letter reversals are common
Ch 9
inability to distinguish the symbolic viewpoints of others from one's own.
Ch 9
inability to mentally go thorugh a series of steps in a problem in the reverse direction, returning to the starting point.
Ch 9
Animistic Thinking
attributing life like qualities to inanimate objects
Ch 9
focusing on one aspect of a situation rather then the others.
Ch 9
Realizations that things are the same, eventhough they look different.
Ch 9
Transductive Reasoning
Linkin things togethers because they are close in time or space
Ch 9
class inclusion
the relation between two classes in which all members of one class are included in the other, “All humans are animals.”
Ch 9
fast mapping
a mental process whereby a new concept can be learned after a breif encounter
cH 9
Reconstructing childrens incorrect speech into a more appropriate form
Ch 9
grammical rules to words that are expections.
ex. i runned faster than you, i have two feets
Ch 9
Three Mountain task
Egocentrism- young child only sees his or her own perspective. doesnt take a view on whats on the other side...
Ch 9
conservation problem
having a tall galss of water and a bowl filled with the same amount of water. looks different but both have the same amount in it
Ch 9
Piaget’s preoperational stage
2-7years of age, in which rapid growth in representation takes place
thought is not yet logical
Ch 9
impact Piaget has had on education
1: discovery learning
2. childrens readiness to learn
3. acceptance of the individual differences
Ch 9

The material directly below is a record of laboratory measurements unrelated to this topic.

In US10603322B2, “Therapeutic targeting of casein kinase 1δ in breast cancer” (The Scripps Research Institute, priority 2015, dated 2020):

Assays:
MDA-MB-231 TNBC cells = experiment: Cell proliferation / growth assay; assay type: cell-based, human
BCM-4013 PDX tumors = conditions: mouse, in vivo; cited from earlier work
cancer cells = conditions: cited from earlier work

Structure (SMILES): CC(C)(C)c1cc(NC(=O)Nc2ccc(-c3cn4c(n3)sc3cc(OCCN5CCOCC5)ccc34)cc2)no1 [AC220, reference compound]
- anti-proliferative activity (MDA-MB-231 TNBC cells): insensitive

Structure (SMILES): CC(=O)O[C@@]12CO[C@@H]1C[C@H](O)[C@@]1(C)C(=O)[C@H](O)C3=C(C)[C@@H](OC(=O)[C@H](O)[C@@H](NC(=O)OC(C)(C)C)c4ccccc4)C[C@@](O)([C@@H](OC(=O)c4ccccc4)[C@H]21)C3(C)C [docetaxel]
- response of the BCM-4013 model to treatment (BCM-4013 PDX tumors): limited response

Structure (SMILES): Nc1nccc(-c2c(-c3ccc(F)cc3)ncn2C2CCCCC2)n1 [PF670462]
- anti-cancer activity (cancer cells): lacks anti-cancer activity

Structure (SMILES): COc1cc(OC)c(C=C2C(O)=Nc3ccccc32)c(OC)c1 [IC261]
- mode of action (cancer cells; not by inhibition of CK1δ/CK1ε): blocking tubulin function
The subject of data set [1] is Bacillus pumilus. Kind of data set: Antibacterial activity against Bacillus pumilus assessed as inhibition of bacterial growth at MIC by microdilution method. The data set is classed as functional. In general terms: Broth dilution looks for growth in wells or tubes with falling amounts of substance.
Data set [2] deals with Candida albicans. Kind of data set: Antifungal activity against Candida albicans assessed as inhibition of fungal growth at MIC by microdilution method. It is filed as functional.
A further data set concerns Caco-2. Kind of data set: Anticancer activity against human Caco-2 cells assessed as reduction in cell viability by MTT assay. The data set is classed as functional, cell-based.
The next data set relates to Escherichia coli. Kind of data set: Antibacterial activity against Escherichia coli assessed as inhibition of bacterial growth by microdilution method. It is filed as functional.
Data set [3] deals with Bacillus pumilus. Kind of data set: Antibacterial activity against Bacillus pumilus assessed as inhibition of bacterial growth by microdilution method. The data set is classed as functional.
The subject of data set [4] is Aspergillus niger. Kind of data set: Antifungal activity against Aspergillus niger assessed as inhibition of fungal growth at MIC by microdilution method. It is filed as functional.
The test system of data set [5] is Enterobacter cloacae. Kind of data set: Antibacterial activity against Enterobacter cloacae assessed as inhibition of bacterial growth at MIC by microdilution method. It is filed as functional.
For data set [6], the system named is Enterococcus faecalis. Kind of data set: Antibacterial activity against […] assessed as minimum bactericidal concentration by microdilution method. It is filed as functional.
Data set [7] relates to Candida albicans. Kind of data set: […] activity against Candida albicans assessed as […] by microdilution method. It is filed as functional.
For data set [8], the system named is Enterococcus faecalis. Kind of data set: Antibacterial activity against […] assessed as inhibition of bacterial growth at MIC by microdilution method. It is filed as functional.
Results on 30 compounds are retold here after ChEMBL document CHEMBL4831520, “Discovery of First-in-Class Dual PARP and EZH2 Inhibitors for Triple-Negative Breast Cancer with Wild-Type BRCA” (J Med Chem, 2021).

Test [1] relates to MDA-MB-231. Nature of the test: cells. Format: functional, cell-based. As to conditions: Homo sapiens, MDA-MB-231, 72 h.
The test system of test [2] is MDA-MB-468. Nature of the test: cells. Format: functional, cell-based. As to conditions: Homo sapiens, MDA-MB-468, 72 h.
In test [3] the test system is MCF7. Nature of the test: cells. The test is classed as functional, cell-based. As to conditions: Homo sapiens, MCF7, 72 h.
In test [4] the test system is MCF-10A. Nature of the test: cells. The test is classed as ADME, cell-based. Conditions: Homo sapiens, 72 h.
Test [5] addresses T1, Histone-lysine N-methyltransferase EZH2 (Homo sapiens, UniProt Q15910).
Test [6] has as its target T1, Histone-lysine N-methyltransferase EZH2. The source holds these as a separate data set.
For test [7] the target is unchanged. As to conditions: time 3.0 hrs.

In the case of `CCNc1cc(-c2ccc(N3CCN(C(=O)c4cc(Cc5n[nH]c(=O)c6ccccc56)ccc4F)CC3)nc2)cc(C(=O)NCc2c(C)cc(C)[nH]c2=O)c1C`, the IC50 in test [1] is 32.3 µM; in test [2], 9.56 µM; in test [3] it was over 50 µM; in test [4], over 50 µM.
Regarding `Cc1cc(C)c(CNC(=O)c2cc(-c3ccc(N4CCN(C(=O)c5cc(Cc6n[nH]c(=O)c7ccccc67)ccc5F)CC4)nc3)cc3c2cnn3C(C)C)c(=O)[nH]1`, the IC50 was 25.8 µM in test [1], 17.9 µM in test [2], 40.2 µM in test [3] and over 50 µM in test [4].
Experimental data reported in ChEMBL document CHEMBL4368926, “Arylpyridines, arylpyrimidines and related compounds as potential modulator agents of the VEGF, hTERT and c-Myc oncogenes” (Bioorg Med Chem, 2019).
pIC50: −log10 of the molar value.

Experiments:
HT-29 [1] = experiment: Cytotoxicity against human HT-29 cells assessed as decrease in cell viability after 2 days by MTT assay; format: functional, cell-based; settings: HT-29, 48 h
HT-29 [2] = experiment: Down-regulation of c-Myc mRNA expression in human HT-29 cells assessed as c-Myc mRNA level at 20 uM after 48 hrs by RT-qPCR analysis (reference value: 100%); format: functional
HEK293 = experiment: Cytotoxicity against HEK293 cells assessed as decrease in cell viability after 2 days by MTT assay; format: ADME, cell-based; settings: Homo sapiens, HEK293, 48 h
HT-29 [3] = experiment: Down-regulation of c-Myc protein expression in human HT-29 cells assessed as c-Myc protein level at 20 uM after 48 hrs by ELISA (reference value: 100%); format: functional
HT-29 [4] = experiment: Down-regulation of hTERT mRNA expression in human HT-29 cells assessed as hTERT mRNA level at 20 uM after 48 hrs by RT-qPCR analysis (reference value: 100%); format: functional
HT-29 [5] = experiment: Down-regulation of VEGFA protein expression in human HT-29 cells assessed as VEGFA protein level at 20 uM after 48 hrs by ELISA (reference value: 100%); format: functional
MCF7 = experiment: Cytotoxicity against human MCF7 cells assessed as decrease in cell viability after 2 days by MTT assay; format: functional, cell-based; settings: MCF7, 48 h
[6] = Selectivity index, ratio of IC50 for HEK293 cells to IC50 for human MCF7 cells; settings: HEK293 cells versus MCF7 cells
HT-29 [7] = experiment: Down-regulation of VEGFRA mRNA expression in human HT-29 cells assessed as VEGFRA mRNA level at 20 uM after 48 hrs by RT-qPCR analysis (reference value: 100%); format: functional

Vygotsky’s sociocultural theory and his explanation of children’s “private speech
society and culture play a big role in cognitive development.

Private sppech- childrnes self-directed speech. language become interalized, self-guidence.
Ch 9
Vygotsky’s impact on education.
Assisted discovery, peer colaboration- groups have tasks to work together and learn from each other.
Ch 9
the young child’s psychological awareness/theory of mind.
Area of psych where children understand mental states, thinking feeling age 2-3
age 4- aware that people have false beliefs
noisy environment interfers with thinking.
Ch 9
literacy development in early childhood
preschoolers are aware of written language.
discriminate writing from scribbling. learn letters are parts of words and associate certain sounds and phomnes.
Ch 9
math development in early childhood.
Distinguish between "big and "small", "many" and "few"
begin to count- Rote- count right to 10, lack one to one correspondence
3-4yrs- develope 1 to 1 correspondence
Cardinality principle- last number counted equals total number
counting beginning at number other than one (5yrs)
CH 9
developmentally appropriate and inappropriate methods for fostering literacy and math development in early childhood.
provide literacy rich, home and preschool environments.
Engage in interactive book rading
provide outings to libraries, and communitry centers
Ch 9
types of preschools. What factors are important in determining the quality of care in early childhood programs